What Is Neuroplasticity?
Dr. Scharlene Gaudet explains neuroplasticity
As you’ve begun the journey of healing your brain after an injury, it’s likely that you’ve come across the term “neuroplasticity.” It is truly remarkable and a cornerstone of the work we do in functional neurology, so we want to make sure neuroplasticity is understood in its fullness. Many of our patients come in still a bit confused by this important concept, so let’s break it down simply, but without watering it down.
Neuroplasticity refers to the brain’s amazing ability to repair itself, change neural networks, grow new pathways and connections, and adapt to stimuli.
This occurs through consistently repeated activities or tasks, which, over time form new connections between neurons (brain cells) and develop new pathways. With each repetition of this activity or action, such as learning a language, playing an instrument, or meditating, this neural pathway becomes more efficient and more solidified in our nervous system. Essentially, the more we perform a certain task, the better we are at that task because of the brain’s adaptations of the neural pathways involved in performing the task.
A large portion of this refinement and efficiency occurs from increased myelination of those neural pathways.
Think of myelin like a conductor that allows the electrical impulses to travel quickly and masterfully between neurons (via the axons, which are essentially the outreaching arms of the neurons). At first, the new action is unfamiliar, so the electrical impulses don’t travel between neurons very cleanly and confidently. Over repeated practice, the connections between neurons become stronger, and the increased myelination improves the efficiency of this neuron-to-neuron communication.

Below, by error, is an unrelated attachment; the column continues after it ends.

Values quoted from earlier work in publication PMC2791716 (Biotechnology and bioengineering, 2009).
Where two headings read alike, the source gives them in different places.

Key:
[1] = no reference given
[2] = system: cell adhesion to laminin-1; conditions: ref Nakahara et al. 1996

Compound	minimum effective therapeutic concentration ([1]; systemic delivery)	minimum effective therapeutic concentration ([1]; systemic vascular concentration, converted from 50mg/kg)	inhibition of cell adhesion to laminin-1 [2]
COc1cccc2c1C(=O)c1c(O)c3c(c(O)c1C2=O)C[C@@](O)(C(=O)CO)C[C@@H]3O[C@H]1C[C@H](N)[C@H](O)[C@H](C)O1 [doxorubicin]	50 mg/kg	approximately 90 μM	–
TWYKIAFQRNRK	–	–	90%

Imagine that you are just starting to learn a new instrument. The hand movements are a bit rigid and unsure, and you must focus a lot of conscious attention on every aspect of it. It’s as if playing this instrument could be represented by a dirt road with a lot of potholes–difficult to maneuver quickly and a bit turbulent. As you spend hours, days, weeks, and months playing the instrument, however, you notice that it becomes easier and easier, more natural. Your hands move freely and it becomes second-nature as you can feel into the emotion of the instrument since your mind isn’t consumed by the technical components of playing. This dirt road that was previously rocky and difficult to drive on has slowly but consistently turned into a smoothly paved highway.
Outdated schools of thought previously told us that the brain is only “plastic” (i.e. exhibiting neuroplasticity) for the first portion of our lives as the brain develops, which made a stroke or brain injury seem like an irreversible, permanent condition. Research over the last few decades, however, has disproven this notion and shows that the brain continues to utilize neuroplasticity throughout our entire lives, even into our elder years.
This was a revolutionary breakthrough in the field of functional neurology, as it clearly demonstrated that the brain does in fact possess the ability to repair itself after a devastating injury.
Our therapies at Resiliency are well-researched in their ability to harness the brain’s power of neuroplasticity to affect positive, lasting changes in the brain after an injury. Whether it’s the electromagnetic impulses from rTMS (repetitive transcranial magnetic stimulation) or eye movement exercises specific to each patient’s treatment plan, the combinations of therapies can produce powerful results.
Our doctors understand the methodology of applying certain stimuli at the right times and having patients consistently perform the correct tasks to help the brain heal and develop resiliency.
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